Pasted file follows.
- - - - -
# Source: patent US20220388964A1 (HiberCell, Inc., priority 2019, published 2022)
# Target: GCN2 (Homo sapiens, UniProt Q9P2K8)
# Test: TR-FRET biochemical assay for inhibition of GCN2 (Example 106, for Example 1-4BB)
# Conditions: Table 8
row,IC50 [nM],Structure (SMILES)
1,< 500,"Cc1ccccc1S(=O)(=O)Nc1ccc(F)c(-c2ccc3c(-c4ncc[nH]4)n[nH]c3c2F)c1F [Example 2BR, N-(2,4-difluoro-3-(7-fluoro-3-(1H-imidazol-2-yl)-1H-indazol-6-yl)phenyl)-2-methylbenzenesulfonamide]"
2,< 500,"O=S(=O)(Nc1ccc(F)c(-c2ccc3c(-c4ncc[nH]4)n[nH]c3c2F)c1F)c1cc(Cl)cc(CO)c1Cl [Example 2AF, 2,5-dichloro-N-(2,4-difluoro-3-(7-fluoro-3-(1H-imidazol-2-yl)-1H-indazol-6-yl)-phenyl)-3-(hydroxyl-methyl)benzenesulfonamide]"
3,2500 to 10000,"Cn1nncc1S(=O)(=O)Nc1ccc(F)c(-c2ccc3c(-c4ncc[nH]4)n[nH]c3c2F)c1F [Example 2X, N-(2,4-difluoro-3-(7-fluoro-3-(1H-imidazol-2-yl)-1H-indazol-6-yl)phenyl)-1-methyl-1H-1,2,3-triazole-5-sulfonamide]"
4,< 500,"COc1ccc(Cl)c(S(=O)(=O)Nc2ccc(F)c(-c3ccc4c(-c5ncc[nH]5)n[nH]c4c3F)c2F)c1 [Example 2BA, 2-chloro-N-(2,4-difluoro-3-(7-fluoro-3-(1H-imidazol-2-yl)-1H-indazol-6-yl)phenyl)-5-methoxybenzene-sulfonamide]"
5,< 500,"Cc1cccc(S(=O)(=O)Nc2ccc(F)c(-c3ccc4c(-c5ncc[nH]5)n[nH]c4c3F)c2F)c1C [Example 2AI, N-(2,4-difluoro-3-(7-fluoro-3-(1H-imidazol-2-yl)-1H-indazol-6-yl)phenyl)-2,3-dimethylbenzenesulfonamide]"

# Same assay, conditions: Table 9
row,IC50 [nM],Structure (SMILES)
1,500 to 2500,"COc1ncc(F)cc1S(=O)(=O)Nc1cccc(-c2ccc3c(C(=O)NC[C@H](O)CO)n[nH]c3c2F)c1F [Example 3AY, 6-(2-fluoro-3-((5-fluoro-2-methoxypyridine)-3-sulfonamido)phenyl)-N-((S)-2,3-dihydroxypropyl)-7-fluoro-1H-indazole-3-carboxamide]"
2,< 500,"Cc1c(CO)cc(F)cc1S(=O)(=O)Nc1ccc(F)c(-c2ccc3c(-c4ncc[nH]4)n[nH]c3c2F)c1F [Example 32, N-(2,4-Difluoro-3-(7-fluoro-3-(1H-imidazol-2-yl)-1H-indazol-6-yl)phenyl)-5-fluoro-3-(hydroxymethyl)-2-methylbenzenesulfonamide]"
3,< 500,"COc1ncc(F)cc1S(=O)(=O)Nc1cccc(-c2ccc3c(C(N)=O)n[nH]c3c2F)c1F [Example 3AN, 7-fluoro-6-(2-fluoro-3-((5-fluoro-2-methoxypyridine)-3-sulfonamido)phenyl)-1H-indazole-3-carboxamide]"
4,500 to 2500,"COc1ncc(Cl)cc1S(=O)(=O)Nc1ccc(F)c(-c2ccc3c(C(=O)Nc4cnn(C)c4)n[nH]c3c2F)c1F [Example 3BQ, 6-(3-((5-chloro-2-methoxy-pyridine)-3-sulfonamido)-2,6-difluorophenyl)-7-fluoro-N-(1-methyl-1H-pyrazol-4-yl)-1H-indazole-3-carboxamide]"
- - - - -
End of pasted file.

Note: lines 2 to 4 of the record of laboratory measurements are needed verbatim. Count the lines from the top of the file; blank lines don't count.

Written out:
# Target: GCN2 (Homo sapiens, UniProt Q9P2K8)
# Test: TR-FRET biochemical assay for inhibition of GCN2 (Example 106, for Example 1-4BB)
# Conditions: Table 8